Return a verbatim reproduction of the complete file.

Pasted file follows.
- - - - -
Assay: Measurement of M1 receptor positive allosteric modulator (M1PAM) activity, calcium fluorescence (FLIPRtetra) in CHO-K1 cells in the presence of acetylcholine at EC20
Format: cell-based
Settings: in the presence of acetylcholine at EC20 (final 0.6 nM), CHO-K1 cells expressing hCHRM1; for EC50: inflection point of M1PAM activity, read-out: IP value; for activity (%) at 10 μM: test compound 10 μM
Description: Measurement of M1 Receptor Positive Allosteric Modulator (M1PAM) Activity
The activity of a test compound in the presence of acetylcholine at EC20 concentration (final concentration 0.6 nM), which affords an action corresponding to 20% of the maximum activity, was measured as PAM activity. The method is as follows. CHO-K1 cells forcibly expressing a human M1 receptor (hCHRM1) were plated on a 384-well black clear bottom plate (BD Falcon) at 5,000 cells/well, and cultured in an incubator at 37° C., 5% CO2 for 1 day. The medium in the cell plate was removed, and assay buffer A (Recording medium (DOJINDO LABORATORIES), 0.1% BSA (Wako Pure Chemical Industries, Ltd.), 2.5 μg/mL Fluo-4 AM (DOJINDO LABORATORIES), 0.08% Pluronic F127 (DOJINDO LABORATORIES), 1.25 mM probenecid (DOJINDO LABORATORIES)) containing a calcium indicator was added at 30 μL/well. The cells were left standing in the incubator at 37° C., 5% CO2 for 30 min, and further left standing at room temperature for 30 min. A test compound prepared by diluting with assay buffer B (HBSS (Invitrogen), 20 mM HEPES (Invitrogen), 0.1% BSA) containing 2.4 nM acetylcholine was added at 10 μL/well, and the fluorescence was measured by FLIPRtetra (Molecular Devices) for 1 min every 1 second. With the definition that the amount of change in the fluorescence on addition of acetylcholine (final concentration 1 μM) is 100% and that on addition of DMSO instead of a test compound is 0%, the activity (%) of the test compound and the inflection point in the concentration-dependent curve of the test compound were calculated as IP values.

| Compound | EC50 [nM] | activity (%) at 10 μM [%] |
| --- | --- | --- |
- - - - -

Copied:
Assay: Measurement of M1 receptor positive allosteric modulator (M1PAM) activity, calcium fluorescence (FLIPRtetra) in CHO-K1 cells in the presence of acetylcholine at EC20
Format: cell-based
Settings: in the presence of acetylcholine at EC20 (final 0.6 nM), CHO-K1 cells expressing hCHRM1; for EC50: inflection point of M1PAM activity, read-out: IP value; for activity (%) at 10 μM: test compound 10 μM
Description: Measurement of M1 Receptor Positive Allosteric Modulator (M1PAM) Activity
The activity of a test compound in the presence of acetylcholine at EC20 concentration (final concentration 0.6 nM), which affords an action corresponding to 20% of the maximum activity, was measured as PAM activity. The method is as follows. CHO-K1 cells forcibly expressing a human M1 receptor (hCHRM1) were plated on a 384-well black clear bottom plate (BD Falcon) at 5,000 cells/well, and cultured in an incubator at 37° C., 5% CO2 for 1 day. The medium in the cell plate was removed, and assay buffer A (Recording medium (DOJINDO LABORATORIES), 0.1% BSA (Wako Pure Chemical Industries, Ltd.), 2.5 μg/mL Fluo-4 AM (DOJINDO LABORATORIES), 0.08% Pluronic F127 (DOJINDO LABORATORIES), 1.25 mM probenecid (DOJINDO LABORATORIES)) containing a calcium indicator was added at 30 μL/well. The cells were left standing in the incubator at 37° C., 5% CO2 for 30 min, and further left standing at room temperature for 30 min. A test compound prepared by diluting with assay buffer B (HBSS (Invitrogen), 20 mM HEPES (Invitrogen), 0.1% BSA) containing 2.4 nM acetylcholine was added at 10 μL/well, and the fluorescence was measured by FLIPRtetra (Molecular Devices) for 1 min every 1 second. With the definition that the amount of change in the fluorescence on addition of acetylcholine (final concentration 1 μM) is 100% and that on addition of DMSO instead of a test compound is 0%, the activity (%) of the test compound and the inflection point in the concentration-dependent curve of the test compound were calculated as IP values.

| Compound | EC50 [nM] | activity (%) at 10 μM [%] |
| --- | --- | --- |